Far From The Tree: Parents, Children and the Search for Identity

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Random House, Feb 7, 2013 - Family & Relationships - 976 pages
20 Reviews

**WINNER OF THE WELLCOME BOOK PRIZE 2014**

A NEW YORK TIMES BESTSELLER

Sometimes your child - the most familiar person of all - is radically different from you. The saying goes that the apple doesn't fall far from the tree. But what happens when it does?

Drawing on interviews with over three hundred families, covering subjects including deafness, dwarfs, Down's Syndrome, Autism, Schizophrenia, disability, prodigies, children born of rape, children convicted of crime and transgender people, Andrew Solomon documents ordinary people making courageous choices. Difference is potentially isolating, but Far from the Tree celebrates repeated triumphs of human love and compassion to show that the shared experience of difference is what unites us.

Winner of the National Book Critics Circle Award for General Non-fiction and eleven other national awards. Winner of the Green Carnation Prize.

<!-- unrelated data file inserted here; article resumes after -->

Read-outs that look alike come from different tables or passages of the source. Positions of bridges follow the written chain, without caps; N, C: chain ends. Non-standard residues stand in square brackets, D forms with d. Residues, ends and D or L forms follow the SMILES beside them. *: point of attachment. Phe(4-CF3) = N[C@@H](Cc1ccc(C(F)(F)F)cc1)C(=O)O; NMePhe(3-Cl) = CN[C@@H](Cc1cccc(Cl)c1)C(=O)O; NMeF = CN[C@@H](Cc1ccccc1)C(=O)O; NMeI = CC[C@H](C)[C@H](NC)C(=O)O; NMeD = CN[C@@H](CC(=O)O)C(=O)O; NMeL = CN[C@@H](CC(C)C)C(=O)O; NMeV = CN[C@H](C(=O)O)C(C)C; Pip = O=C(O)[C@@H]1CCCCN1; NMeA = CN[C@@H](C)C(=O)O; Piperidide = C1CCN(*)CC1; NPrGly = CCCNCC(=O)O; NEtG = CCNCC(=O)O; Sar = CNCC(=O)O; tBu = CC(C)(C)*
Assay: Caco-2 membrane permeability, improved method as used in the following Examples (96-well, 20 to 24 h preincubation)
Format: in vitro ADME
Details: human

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User Review  - meredk - LibraryThing

This book is wonderful - a word I've used to describe a couple of books I've read recently, so perhaps I won't seem terribly discriminating when I use it here. However, it's not often that I give a 5 ... Read full review

LibraryThing Review

User Review  - jjaylynny - LibraryThing

Important book about identity, challenge and disability. Each new chapter was engrossing and illuminating. I don't think I'll look at people who are "other", or their parents, in the same way, ever again. Read full review

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About the author (2013)

Andrew Solomon is a writer and activist working on politics, culture and psychology. He writes regularly for the New Yorker, Newsweek, and the Guardian. He is a Lecturer in Psychiatry at Cornell University and Special Adviser on LGBT Affairs to Yale University’s Department of Psychiatry. The Noonday Demon won the 2001 National Book Award and was a finalist for the 2002 Pulitzer Prize. His highly-acclaimed study of family, Far from the Tree won the 2012 National Book Critics Circle Award for General Non-fiction, the Lukas Book Prize and the Anisfield-Wolf Book Award, among others. He lives with his husband and son in New York and London.

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